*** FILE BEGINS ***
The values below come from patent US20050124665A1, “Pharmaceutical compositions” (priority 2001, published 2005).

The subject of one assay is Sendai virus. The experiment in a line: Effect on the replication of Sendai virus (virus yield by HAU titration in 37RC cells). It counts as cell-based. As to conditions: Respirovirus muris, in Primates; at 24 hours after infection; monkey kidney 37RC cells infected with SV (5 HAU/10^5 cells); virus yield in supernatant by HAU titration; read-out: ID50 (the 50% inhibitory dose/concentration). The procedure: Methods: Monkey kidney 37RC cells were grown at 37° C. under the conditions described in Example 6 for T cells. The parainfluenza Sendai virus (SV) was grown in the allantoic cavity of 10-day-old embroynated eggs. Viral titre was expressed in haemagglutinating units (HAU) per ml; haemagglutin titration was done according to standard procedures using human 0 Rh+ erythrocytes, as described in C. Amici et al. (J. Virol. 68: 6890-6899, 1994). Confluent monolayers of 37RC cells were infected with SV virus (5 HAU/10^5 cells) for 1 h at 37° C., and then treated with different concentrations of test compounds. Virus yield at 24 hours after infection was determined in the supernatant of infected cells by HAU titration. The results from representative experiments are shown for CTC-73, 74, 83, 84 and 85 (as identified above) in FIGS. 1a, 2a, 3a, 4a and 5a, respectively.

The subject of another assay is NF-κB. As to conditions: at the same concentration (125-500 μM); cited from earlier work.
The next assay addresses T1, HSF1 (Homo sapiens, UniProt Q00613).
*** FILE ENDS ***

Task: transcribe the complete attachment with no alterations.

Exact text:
The values below come from patent US20050124665A1, “Pharmaceutical compositions” (priority 2001, published 2005).

The subject of one assay is Sendai virus. The experiment in a line: Effect on the replication of Sendai virus (virus yield by HAU titration in 37RC cells). It counts as cell-based. As to conditions: Respirovirus muris, in Primates; at 24 hours after infection; monkey kidney 37RC cells infected with SV (5 HAU/10^5 cells); virus yield in supernatant by HAU titration; read-out: ID50 (the 50% inhibitory dose/concentration). The procedure: Methods: Monkey kidney 37RC cells were grown at 37° C. under the conditions described in Example 6 for T cells. The parainfluenza Sendai virus (SV) was grown in the allantoic cavity of 10-day-old embroynated eggs. Viral titre was expressed in haemagglutinating units (HAU) per ml; haemagglutin titration was done according to standard procedures using human 0 Rh+ erythrocytes, as described in C. Amici et al. (J. Virol. 68: 6890-6899, 1994). Confluent monolayers of 37RC cells were infected with SV virus (5 HAU/10^5 cells) for 1 h at 37° C., and then treated with different concentrations of test compounds. Virus yield at 24 hours after infection was determined in the supernatant of infected cells by HAU titration. The results from representative experiments are shown for CTC-73, 74, 83, 84 and 85 (as identified above) in FIGS. 1a, 2a, 3a, 4a and 5a, respectively.

The subject of another assay is NF-κB. As to conditions: at the same concentration (125-500 μM); cited from earlier work.
The next assay addresses T1, HSF1 (Homo sapiens, UniProt Q00613).